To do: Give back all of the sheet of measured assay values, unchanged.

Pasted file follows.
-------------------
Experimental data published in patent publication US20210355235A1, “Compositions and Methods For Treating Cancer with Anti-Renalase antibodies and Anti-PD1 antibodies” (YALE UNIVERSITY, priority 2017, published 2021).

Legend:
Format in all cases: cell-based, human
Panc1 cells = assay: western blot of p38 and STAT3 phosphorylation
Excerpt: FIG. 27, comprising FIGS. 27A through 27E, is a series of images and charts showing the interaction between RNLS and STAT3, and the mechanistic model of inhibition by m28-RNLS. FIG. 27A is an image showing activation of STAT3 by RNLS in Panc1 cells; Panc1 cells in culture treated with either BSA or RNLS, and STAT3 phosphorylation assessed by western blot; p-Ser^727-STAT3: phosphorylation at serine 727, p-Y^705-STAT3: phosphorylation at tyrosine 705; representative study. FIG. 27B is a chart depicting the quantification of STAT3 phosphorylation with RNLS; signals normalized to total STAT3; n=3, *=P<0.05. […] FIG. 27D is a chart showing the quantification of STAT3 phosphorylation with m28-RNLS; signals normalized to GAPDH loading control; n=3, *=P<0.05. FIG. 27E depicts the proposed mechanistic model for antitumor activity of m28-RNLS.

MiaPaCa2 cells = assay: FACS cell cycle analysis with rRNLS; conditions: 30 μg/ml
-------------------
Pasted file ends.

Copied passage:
Experimental data published in patent publication US20210355235A1, “Compositions and Methods For Treating Cancer with Anti-Renalase antibodies and Anti-PD1 antibodies” (YALE UNIVERSITY, priority 2017, published 2021).

Legend:
Format in all cases: cell-based, human
Panc1 cells = assay: western blot of p38 and STAT3 phosphorylation
Excerpt: FIG. 27, comprising FIGS. 27A through 27E, is a series of images and charts showing the interaction between RNLS and STAT3, and the mechanistic model of inhibition by m28-RNLS. FIG. 27A is an image showing activation of STAT3 by RNLS in Panc1 cells; Panc1 cells in culture treated with either BSA or RNLS, and STAT3 phosphorylation assessed by western blot; p-Ser^727-STAT3: phosphorylation at serine 727, p-Y^705-STAT3: phosphorylation at tyrosine 705; representative study. FIG. 27B is a chart depicting the quantification of STAT3 phosphorylation with RNLS; signals normalized to total STAT3; n=3, *=P<0.05. […] FIG. 27D is a chart showing the quantification of STAT3 phosphorylation with m28-RNLS; signals normalized to GAPDH loading control; n=3, *=P<0.05. FIG. 27E depicts the proposed mechanistic model for antitumor activity of m28-RNLS.

MiaPaCa2 cells = assay: FACS cell cycle analysis with rRNLS; conditions: 30 μg/ml